Diana West

Maybe the Muslim Brotherhood, probably the world's largest sharia-advocacy group, put it best: The group demanded freedom for the Frenchmen, and particularly because "they were participating in exposing the occupation (in Iraq) and its practices." In other words, these were good (anti-American) French eggs. The killers of Islamic Jihad praised France as a whole for having "distinguished itself, compared to other European nations, in its position on the American occupation of Iraq." The killers of Hamas lauded France's opposition to "the totally partial American support of the Zionist entity," adding that the release of the hostages would "increase the isolation of hostile American and Israeli attitudes toward the Arab and Muslim nations, and would boost French support for our aspirations."

This outpouring of solidarity for a Western democracy from the black heart of Terror Central should tell us something: namely, the extent to which the policies of France placate the implacable foes of peace and freedom. Not even the kidnappings (and murders) of Arab nationals from Egypt and Lebanon in Iraq -- and certainly not similar crimes against Americans, Italians, South Koreans, Nepalese and others -- have inspired such concern. Then again, with friends like these, who needs security risks?

As Allawi indicated to Le Monde, none of the democracies -- and that includes France -- should fail to aid new Iraq. "The Americans, the British and other nations that are fighting in Iraq are not only fighting to protect Iraqis, they are fighting to protect their own countries," he said. While tens of people die in Iraq every day, he explained, "they are not dying because we are going through a major national crisis, but because we have decided to combat evil. That's why the entire international community must assist us, as rapidly as possible, to improve the security of our country."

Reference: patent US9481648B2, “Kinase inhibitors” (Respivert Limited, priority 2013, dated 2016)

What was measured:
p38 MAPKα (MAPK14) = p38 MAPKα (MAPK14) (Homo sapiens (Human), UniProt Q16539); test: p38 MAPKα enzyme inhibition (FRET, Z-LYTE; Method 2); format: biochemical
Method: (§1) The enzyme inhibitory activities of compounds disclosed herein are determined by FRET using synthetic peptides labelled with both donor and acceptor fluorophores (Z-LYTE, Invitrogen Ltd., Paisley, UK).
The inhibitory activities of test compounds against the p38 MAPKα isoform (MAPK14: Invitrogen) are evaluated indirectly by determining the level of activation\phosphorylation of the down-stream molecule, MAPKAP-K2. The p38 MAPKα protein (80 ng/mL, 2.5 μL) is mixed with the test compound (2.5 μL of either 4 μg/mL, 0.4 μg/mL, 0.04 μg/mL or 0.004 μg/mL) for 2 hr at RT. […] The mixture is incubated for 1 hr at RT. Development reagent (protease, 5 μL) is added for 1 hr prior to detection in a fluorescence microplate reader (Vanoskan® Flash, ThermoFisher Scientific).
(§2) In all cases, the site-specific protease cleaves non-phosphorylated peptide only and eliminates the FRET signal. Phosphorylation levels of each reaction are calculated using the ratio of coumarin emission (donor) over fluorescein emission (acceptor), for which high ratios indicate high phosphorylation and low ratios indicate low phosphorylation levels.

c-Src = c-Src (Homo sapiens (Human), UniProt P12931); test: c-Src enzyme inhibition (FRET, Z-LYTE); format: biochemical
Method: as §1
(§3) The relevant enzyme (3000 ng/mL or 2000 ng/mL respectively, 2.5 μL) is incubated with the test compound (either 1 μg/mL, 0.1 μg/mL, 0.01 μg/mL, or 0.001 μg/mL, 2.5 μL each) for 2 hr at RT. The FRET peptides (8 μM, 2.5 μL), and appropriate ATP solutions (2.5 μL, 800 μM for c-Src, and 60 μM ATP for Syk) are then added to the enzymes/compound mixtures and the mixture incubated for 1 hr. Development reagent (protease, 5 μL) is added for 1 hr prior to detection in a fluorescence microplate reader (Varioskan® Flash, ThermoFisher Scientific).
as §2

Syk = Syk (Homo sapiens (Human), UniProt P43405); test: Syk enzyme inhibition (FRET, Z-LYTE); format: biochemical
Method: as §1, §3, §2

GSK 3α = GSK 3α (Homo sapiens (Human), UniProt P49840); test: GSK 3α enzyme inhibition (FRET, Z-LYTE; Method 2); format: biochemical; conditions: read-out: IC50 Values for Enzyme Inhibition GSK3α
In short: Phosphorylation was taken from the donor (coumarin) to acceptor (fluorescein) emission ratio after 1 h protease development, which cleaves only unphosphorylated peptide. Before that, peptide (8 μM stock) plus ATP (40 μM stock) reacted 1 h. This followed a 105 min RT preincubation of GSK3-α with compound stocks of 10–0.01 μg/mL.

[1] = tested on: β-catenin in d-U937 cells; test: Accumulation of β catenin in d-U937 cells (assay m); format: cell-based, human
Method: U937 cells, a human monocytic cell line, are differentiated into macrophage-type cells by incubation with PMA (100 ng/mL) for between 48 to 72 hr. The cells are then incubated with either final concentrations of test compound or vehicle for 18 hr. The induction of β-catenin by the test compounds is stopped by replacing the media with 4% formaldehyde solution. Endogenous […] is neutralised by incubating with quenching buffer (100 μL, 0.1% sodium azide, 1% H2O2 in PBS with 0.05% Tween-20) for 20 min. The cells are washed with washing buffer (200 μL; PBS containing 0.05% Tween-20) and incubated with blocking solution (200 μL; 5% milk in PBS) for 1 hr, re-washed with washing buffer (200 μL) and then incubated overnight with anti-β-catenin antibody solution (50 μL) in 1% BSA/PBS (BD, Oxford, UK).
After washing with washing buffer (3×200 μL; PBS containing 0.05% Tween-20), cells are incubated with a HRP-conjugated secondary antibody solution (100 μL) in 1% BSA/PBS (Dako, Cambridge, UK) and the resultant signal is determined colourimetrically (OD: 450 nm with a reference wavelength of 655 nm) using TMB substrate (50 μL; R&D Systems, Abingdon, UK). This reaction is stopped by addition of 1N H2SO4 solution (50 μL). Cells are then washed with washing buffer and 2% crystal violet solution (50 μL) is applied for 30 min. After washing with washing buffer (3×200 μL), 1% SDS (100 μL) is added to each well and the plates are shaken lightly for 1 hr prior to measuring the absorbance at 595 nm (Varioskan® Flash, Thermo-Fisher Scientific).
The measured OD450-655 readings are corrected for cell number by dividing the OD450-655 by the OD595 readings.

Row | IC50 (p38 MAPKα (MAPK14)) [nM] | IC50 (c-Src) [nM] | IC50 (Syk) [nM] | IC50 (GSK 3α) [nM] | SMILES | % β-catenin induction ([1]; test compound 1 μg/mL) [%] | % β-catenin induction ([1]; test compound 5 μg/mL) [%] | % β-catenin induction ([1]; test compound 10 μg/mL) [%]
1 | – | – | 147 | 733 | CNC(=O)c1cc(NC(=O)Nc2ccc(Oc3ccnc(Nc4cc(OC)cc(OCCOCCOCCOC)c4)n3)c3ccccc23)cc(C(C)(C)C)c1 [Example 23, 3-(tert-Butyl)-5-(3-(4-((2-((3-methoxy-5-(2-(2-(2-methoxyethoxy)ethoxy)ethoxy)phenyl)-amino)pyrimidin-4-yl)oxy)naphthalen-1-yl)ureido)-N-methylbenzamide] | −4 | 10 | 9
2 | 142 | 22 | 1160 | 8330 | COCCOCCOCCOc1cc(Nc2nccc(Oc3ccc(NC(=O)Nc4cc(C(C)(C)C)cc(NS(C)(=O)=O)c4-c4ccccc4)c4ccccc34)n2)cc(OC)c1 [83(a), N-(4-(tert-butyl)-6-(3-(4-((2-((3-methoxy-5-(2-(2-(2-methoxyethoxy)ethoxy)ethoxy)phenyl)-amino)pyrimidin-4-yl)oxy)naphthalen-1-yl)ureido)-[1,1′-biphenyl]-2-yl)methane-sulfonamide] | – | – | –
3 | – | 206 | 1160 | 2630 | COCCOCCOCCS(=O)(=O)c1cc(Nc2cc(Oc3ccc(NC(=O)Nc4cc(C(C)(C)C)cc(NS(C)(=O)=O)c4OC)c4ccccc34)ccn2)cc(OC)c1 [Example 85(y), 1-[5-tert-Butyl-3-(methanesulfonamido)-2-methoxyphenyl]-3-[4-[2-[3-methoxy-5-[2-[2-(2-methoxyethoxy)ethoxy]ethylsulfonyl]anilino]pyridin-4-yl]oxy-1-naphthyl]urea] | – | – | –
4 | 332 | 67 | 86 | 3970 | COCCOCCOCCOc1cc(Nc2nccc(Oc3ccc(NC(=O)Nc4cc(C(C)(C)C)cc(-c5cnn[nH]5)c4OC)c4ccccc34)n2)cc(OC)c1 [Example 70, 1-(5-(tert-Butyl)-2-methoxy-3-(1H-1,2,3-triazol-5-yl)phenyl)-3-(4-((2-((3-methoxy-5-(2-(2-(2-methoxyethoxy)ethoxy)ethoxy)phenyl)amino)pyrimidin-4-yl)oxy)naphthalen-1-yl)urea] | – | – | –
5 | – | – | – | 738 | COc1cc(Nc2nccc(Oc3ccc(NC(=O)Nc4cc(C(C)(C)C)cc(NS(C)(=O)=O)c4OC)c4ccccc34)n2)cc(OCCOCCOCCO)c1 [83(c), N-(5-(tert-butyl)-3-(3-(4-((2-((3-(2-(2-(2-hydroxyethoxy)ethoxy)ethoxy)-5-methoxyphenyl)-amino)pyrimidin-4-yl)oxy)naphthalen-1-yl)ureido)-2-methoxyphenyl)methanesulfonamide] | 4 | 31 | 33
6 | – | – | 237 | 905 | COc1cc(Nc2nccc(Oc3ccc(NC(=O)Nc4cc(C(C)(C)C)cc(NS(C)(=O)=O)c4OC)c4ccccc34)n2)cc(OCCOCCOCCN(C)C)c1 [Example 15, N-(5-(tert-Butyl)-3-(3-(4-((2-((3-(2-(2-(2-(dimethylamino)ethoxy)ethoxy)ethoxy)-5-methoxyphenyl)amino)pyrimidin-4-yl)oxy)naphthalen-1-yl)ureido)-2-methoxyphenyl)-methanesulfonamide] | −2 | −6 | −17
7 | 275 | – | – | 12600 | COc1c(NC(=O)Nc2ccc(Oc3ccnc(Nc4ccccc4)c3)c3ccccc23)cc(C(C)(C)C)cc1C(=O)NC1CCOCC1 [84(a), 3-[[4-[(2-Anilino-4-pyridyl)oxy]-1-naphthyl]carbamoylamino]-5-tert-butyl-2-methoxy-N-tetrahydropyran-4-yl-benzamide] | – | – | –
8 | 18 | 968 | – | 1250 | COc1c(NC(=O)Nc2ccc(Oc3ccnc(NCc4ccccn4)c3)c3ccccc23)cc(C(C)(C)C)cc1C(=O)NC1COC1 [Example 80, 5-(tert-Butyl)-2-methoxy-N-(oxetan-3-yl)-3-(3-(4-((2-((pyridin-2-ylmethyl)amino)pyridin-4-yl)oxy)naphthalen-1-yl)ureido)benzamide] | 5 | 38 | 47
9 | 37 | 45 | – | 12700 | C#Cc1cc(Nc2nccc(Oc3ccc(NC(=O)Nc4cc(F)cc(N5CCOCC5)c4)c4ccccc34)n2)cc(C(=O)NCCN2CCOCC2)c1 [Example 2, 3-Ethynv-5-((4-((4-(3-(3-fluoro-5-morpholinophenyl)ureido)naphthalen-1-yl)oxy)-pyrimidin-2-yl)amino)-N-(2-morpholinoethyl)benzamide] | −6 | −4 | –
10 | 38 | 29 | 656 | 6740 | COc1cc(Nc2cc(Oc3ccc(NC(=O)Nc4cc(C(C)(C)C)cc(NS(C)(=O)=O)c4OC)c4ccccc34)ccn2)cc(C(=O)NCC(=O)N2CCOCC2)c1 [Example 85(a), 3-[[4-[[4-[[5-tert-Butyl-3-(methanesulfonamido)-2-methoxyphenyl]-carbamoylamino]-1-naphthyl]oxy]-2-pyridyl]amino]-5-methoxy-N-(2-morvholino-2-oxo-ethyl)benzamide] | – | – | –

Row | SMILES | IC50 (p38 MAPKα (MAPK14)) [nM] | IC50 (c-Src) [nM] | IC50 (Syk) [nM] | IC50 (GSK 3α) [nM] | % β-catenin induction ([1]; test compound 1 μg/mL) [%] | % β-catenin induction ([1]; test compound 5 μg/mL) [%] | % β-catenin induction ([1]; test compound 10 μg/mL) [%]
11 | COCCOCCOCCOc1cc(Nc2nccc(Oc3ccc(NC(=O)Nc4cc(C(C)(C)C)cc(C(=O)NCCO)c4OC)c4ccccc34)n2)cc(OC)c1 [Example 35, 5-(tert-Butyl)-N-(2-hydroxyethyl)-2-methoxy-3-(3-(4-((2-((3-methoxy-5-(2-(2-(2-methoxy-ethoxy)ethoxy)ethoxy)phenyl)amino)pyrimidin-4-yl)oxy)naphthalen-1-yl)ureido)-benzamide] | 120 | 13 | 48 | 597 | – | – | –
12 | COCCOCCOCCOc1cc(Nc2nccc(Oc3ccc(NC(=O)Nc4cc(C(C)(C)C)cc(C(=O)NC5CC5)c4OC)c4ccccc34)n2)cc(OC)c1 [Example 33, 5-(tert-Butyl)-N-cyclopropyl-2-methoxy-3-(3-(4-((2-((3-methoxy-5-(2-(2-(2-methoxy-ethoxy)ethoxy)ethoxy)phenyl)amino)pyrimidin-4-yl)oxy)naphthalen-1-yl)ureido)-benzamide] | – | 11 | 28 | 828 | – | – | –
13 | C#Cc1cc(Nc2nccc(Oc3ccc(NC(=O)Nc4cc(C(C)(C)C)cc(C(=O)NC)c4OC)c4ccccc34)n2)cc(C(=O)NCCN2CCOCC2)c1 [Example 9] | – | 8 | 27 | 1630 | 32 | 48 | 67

Not too surprisingly, the French government rejected Allawi's comments as being, as Reuters put it, "unacceptable." But what flops with ministers in France would probably have gone over big with GOP delegates in New York. In fact, Allawi's comments reminded me of a passage in Rudy Giuliani's convention speech. When Giuliani spoke of Bush's refusal to allow countries that have "failed for over 30 years to stand up to terrorists ... to stop us from doing what is necessary in defense of our country," he was, of course, talking about France. "Remember, just a few months ago, John Kerry leaked out that claim that certain foreign leaders who opposed our removal of Saddam Hussein prefer him," Giuliani added. "Well, to me, that raises the risk that he might well accommodate his position to their viewpoint."

Clearly not a pretty sight.

Diana West

Diana West is the author of American Betrayal: The Secret Assault on Our Nation's Character (St. Martin's Press, 2013), and The Death of the Grown-Up: How America's Arrested Development Is Bringing Down Western Civilization (St. Martin's Press, 2007).